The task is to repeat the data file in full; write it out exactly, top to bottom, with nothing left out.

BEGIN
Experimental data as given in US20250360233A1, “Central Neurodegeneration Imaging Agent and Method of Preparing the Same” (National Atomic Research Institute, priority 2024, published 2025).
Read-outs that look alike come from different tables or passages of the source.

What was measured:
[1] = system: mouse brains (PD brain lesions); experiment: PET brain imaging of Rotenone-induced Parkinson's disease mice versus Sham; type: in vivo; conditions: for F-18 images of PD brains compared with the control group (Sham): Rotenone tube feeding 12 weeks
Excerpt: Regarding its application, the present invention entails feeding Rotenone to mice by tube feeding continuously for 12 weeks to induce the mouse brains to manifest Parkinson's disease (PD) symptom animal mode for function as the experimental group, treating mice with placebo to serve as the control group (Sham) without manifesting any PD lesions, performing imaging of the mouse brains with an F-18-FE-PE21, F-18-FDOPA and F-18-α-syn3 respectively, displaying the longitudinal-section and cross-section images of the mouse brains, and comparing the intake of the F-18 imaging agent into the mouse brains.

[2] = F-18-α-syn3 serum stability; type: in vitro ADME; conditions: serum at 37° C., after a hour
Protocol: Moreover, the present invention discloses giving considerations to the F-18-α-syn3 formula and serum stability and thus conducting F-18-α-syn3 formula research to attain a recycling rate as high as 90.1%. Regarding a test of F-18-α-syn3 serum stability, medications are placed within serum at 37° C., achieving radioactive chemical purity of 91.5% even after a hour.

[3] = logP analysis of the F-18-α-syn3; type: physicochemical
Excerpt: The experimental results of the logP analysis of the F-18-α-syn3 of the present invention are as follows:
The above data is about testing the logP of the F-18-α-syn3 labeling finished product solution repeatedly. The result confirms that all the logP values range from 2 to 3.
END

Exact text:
Experimental data as given in US20250360233A1, “Central Neurodegeneration Imaging Agent and Method of Preparing the Same” (National Atomic Research Institute, priority 2024, published 2025).
Read-outs that look alike come from different tables or passages of the source.

What was measured:
[1] = system: mouse brains (PD brain lesions); experiment: PET brain imaging of Rotenone-induced Parkinson's disease mice versus Sham; type: in vivo; conditions: for F-18 images of PD brains compared with the control group (Sham): Rotenone tube feeding 12 weeks
Excerpt: Regarding its application, the present invention entails feeding Rotenone to mice by tube feeding continuously for 12 weeks to induce the mouse brains to manifest Parkinson's disease (PD) symptom animal mode for function as the experimental group, treating mice with placebo to serve as the control group (Sham) without manifesting any PD lesions, performing imaging of the mouse brains with an F-18-FE-PE21, F-18-FDOPA and F-18-α-syn3 respectively, displaying the longitudinal-section and cross-section images of the mouse brains, and comparing the intake of the F-18 imaging agent into the mouse brains.

[2] = F-18-α-syn3 serum stability; type: in vitro ADME; conditions: serum at 37° C., after a hour
Protocol: Moreover, the present invention discloses giving considerations to the F-18-α-syn3 formula and serum stability and thus conducting F-18-α-syn3 formula research to attain a recycling rate as high as 90.1%. Regarding a test of F-18-α-syn3 serum stability, medications are placed within serum at 37° C., achieving radioactive chemical purity of 91.5% even after a hour.

[3] = logP analysis of the F-18-α-syn3; type: physicochemical
Excerpt: The experimental results of the logP analysis of the F-18-α-syn3 of the present invention are as follows:
The above data is about testing the logP of the F-18-α-syn3 labeling finished product solution repeatedly. The result confirms that all the logP values range from 2 to 3.